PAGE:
Finally, it's good to consider the way other teams and other fanbases will mock your name. Krakheads? Krakhouse? Yes, those first-level insults will rain down on the team wherever they play and in online battles between fans. That's also not much of an issue, since often there's kind of a twisted pride taken by fans when their team's name is bastardized.

But the name is still ridiculous. And it's as if the team knows that, but the process somehow took over. It happens. A small group of people get caught up in their own biases and feel the time pressure. They convince themselves that the 'most popular' choice is the best one. No one has the guts to speak out. Yes-men (and women) and sycophants in the organization rule the day and suddenly the horrible choice becomes reality. 

I've heard representatives of the team suggest that 'the Kraken' really was the most popular choice among fans. Perhaps it created the most curiosity and stood out the most because it's so odd. But that doesn't mean it's the best choice. Leadership often means disregarding the mob and current trends to make a decision that will stand the test of time.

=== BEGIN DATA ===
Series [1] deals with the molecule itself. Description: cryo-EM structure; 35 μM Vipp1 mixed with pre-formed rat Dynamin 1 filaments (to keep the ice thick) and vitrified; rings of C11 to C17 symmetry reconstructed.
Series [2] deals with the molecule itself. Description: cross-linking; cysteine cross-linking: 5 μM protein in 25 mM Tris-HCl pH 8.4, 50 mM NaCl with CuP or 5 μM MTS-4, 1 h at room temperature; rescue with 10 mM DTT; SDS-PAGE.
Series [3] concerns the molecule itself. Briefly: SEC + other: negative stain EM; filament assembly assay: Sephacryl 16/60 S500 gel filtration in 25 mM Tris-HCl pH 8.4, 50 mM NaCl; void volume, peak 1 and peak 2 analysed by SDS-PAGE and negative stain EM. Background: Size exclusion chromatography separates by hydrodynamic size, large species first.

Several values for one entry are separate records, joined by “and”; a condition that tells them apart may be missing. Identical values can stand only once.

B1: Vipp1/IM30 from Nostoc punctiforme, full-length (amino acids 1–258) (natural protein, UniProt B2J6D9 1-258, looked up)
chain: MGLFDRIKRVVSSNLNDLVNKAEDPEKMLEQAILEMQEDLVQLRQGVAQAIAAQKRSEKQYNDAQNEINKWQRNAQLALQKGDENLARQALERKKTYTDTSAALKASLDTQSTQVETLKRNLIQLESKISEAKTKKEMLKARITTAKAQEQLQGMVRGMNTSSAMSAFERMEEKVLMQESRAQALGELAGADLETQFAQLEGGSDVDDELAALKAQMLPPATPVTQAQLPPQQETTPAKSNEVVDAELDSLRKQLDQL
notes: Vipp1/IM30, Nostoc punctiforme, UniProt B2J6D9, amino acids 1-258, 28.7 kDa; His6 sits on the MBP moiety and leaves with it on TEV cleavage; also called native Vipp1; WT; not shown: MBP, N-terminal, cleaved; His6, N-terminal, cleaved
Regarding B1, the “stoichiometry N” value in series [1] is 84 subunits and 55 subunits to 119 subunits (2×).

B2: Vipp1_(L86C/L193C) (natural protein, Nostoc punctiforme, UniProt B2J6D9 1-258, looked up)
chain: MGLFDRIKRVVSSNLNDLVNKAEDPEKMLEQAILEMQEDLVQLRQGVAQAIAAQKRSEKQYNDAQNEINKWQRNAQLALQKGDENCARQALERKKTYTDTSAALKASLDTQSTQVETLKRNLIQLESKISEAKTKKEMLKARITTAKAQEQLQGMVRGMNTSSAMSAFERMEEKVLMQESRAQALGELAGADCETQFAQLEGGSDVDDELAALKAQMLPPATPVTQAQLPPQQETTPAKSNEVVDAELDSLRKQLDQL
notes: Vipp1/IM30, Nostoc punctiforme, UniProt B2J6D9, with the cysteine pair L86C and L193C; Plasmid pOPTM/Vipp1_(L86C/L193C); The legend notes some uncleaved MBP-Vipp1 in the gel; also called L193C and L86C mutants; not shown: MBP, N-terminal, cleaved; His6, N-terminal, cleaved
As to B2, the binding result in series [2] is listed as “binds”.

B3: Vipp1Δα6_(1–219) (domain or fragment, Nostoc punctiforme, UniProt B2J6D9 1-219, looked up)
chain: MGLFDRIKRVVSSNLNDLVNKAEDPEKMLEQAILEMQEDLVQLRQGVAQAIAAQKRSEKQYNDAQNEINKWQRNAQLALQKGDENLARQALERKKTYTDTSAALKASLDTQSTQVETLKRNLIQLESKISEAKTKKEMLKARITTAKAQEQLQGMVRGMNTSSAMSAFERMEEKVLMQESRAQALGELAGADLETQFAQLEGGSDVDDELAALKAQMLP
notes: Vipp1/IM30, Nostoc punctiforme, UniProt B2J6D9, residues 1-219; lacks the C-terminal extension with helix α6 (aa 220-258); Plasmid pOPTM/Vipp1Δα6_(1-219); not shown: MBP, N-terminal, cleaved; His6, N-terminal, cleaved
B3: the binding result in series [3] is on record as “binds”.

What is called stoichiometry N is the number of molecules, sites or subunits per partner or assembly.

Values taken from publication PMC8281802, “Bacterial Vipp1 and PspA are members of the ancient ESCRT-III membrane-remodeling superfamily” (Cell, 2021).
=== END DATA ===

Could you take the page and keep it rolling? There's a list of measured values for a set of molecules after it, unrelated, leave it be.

And a strange thing happens in a lot of focus groups. The people asked to take part have a way of sensing what the preferred choice is of those in charge. Often the choices are presented in a way that reflects a less-than subtle bias. The focus group members feel flattered to have been asked. They don't want to offend. And so they go along with the expected answer. 

The Day of the Triffids
The team is so proud of their new name, that the only indication of the mythical creature on the new jersey is a weak-ass tentacle worked into the large S for 'Seattle.'And the anchors? What do those suggest? That the Kraken slaughtered everyone aboard one or more ships and took the anchors as souvenirs? And the pigeon with the red wing? What's that all about? Likely missed by the graphic designers and team management who were so satisfied with what they'd come up with.